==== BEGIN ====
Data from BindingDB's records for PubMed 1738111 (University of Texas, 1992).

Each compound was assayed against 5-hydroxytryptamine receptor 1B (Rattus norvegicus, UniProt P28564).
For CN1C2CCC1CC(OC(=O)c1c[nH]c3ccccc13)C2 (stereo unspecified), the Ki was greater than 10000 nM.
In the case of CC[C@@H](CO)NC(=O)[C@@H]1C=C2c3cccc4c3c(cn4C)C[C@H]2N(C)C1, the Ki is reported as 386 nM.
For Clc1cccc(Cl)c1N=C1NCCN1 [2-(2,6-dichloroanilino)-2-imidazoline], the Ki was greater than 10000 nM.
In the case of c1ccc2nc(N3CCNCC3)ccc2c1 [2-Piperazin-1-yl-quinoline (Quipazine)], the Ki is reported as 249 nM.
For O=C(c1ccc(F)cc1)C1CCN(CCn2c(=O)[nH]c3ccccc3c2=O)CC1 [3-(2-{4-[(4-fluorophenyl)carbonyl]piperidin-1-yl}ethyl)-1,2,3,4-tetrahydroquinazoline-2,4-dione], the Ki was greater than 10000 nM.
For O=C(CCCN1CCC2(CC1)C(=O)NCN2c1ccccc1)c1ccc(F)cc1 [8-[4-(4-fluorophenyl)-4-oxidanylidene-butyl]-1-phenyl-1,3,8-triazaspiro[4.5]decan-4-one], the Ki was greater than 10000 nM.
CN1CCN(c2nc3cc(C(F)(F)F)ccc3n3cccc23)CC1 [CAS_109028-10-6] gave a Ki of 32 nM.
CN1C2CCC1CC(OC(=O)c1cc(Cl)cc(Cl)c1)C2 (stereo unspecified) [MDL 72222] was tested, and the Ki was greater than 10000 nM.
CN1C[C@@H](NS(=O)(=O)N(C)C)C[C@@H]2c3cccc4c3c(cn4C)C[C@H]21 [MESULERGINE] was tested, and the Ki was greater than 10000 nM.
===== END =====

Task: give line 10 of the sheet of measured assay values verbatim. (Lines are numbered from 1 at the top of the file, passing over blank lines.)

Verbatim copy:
CN1C2CCC1CC(OC(=O)c1cc(Cl)cc(Cl)c1)C2 (stereo unspecified) [MDL 72222] was tested, and the Ki was greater than 10000 nM.